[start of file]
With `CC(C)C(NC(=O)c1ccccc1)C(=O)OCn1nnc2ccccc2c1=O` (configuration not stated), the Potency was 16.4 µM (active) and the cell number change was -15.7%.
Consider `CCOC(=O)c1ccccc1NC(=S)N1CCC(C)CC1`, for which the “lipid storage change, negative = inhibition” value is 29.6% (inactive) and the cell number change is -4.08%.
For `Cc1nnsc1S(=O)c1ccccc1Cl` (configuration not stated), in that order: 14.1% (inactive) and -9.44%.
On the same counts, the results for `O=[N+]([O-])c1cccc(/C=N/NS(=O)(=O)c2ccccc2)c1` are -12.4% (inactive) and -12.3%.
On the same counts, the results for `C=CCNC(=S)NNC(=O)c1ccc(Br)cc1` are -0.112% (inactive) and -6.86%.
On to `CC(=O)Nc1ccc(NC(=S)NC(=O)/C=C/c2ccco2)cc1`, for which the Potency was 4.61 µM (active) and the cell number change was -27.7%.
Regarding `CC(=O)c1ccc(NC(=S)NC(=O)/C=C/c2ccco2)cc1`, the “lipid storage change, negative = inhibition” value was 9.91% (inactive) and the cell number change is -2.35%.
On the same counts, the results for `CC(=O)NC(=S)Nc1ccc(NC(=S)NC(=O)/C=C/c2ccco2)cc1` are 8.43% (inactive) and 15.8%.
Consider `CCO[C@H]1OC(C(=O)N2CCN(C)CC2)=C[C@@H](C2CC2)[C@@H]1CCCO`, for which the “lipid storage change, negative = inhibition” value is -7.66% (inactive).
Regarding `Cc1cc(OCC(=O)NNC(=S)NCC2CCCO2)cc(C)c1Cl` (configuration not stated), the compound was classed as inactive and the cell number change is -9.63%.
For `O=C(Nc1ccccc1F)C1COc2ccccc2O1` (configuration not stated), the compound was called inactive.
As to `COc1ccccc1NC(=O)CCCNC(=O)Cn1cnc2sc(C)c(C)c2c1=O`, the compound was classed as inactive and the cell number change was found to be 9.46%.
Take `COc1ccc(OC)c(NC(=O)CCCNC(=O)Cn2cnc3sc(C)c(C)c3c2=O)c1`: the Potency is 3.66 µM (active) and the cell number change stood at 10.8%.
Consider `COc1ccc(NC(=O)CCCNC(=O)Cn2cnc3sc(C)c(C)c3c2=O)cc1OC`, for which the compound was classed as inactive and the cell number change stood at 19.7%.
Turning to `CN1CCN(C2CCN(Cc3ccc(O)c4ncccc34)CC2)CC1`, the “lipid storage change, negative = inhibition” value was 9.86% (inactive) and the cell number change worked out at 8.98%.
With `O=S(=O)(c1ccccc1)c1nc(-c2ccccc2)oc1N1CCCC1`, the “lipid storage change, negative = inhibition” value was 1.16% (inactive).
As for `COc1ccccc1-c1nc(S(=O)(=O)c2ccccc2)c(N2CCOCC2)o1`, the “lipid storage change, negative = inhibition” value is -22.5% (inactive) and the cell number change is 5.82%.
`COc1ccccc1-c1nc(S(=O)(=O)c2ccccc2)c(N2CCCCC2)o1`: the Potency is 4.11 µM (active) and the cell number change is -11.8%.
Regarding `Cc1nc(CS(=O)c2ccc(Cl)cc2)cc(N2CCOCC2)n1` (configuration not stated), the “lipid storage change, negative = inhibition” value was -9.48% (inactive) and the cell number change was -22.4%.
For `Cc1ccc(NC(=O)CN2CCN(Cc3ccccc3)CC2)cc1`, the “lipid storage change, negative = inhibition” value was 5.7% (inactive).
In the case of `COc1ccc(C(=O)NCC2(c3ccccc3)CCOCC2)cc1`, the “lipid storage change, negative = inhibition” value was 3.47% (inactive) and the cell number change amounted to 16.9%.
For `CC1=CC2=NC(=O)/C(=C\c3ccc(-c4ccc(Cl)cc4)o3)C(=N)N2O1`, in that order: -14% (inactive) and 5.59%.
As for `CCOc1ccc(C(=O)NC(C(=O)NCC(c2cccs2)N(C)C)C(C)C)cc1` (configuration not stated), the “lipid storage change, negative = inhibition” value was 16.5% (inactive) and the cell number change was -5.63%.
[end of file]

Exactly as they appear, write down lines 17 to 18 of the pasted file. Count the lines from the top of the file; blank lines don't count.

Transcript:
As for `COc1ccccc1-c1nc(S(=O)(=O)c2ccccc2)c(N2CCOCC2)o1`, the “lipid storage change, negative = inhibition” value is -22.5% (inactive) and the cell number change is 5.82%.
`COc1ccccc1-c1nc(S(=O)(=O)c2ccccc2)c(N2CCCCC2)o1`: the Potency is 4.11 µM (active) and the cell number change is -11.8%.